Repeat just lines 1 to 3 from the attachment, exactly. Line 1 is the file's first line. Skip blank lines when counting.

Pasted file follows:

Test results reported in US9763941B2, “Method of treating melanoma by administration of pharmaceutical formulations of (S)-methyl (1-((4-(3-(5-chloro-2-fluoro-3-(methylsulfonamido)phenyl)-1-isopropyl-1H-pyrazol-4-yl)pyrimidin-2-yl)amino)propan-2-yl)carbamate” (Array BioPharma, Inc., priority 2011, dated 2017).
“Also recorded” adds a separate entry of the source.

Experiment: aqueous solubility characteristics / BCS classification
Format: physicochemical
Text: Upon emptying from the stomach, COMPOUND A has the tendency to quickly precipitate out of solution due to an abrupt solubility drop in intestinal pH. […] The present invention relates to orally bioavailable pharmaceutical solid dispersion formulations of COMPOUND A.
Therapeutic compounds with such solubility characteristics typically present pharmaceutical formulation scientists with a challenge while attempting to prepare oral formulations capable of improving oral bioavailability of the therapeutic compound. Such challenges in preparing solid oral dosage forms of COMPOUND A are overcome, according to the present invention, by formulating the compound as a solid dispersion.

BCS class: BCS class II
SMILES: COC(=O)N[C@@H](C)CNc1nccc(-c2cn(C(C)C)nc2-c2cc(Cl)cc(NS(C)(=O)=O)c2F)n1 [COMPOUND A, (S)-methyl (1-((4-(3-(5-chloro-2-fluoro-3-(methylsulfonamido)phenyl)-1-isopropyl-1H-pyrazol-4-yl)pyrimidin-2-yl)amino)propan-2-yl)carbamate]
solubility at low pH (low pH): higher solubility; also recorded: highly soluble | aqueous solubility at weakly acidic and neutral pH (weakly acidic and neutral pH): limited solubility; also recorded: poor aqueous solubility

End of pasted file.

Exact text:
Test results reported in US9763941B2, “Method of treating melanoma by administration of pharmaceutical formulations of (S)-methyl (1-((4-(3-(5-chloro-2-fluoro-3-(methylsulfonamido)phenyl)-1-isopropyl-1H-pyrazol-4-yl)pyrimidin-2-yl)amino)propan-2-yl)carbamate” (Array BioPharma, Inc., priority 2011, dated 2017).
“Also recorded” adds a separate entry of the source.

Experiment: aqueous solubility characteristics / BCS classification